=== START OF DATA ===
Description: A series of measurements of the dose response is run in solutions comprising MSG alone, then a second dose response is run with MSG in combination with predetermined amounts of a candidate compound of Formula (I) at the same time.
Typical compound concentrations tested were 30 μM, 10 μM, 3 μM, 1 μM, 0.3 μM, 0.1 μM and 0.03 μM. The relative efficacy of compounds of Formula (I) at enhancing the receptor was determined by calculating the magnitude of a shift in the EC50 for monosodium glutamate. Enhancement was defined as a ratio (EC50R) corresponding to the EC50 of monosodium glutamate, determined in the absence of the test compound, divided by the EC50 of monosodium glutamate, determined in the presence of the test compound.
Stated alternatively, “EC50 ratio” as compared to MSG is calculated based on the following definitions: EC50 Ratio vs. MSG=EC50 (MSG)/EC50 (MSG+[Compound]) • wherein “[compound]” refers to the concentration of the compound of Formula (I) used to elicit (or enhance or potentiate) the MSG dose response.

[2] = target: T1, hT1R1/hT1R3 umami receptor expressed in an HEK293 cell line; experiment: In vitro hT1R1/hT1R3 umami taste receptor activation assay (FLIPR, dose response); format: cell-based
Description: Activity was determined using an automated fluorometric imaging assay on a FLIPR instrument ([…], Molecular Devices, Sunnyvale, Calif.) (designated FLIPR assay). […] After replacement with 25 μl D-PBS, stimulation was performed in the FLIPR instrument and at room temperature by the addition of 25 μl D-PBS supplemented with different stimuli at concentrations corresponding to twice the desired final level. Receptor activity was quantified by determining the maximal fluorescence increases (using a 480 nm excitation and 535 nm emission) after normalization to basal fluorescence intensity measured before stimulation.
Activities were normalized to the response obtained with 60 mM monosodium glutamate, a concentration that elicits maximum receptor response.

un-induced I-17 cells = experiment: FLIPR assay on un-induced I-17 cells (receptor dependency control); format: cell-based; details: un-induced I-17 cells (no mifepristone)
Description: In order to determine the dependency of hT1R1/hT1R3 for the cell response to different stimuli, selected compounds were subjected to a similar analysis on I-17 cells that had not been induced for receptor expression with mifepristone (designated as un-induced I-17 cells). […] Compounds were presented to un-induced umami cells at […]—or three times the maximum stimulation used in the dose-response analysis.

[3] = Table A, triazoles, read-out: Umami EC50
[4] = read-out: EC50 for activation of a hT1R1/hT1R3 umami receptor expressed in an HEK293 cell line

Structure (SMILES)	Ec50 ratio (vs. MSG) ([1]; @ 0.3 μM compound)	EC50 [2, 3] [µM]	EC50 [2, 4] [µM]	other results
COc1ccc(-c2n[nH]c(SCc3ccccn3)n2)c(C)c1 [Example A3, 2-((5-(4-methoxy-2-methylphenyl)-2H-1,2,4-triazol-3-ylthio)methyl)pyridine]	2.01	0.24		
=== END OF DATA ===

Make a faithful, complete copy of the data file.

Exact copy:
Description: A series of measurements of the dose response is run in solutions comprising MSG alone, then a second dose response is run with MSG in combination with predetermined amounts of a candidate compound of Formula (I) at the same time.
Typical compound concentrations tested were 30 μM, 10 μM, 3 μM, 1 μM, 0.3 μM, 0.1 μM and 0.03 μM. The relative efficacy of compounds of Formula (I) at enhancing the receptor was determined by calculating the magnitude of a shift in the EC50 for monosodium glutamate. Enhancement was defined as a ratio (EC50R) corresponding to the EC50 of monosodium glutamate, determined in the absence of the test compound, divided by the EC50 of monosodium glutamate, determined in the presence of the test compound.
Stated alternatively, “EC50 ratio” as compared to MSG is calculated based on the following definitions: EC50 Ratio vs. MSG=EC50 (MSG)/EC50 (MSG+[Compound]) • wherein “[compound]” refers to the concentration of the compound of Formula (I) used to elicit (or enhance or potentiate) the MSG dose response.

[2] = target: T1, hT1R1/hT1R3 umami receptor expressed in an HEK293 cell line; experiment: In vitro hT1R1/hT1R3 umami taste receptor activation assay (FLIPR, dose response); format: cell-based
Description: Activity was determined using an automated fluorometric imaging assay on a FLIPR instrument ([…], Molecular Devices, Sunnyvale, Calif.) (designated FLIPR assay). […] After replacement with 25 μl D-PBS, stimulation was performed in the FLIPR instrument and at room temperature by the addition of 25 μl D-PBS supplemented with different stimuli at concentrations corresponding to twice the desired final level. Receptor activity was quantified by determining the maximal fluorescence increases (using a 480 nm excitation and 535 nm emission) after normalization to basal fluorescence intensity measured before stimulation.
Activities were normalized to the response obtained with 60 mM monosodium glutamate, a concentration that elicits maximum receptor response.

un-induced I-17 cells = experiment: FLIPR assay on un-induced I-17 cells (receptor dependency control); format: cell-based; details: un-induced I-17 cells (no mifepristone)
Description: In order to determine the dependency of hT1R1/hT1R3 for the cell response to different stimuli, selected compounds were subjected to a similar analysis on I-17 cells that had not been induced for receptor expression with mifepristone (designated as un-induced I-17 cells). […] Compounds were presented to un-induced umami cells at […]—or three times the maximum stimulation used in the dose-response analysis.

[3] = Table A, triazoles, read-out: Umami EC50
[4] = read-out: EC50 for activation of a hT1R1/hT1R3 umami receptor expressed in an HEK293 cell line

Structure (SMILES)	Ec50 ratio (vs. MSG) ([1]; @ 0.3 μM compound)	EC50 [2, 3] [µM]	EC50 [2, 4] [µM]	other results
COc1ccc(-c2n[nH]c(SCc3ccccn3)n2)c(C)c1 [Example A3, 2-((5-(4-methoxy-2-methylphenyl)-2H-1,2,4-triazol-3-ylthio)methyl)pyridine]	2.01	0.24		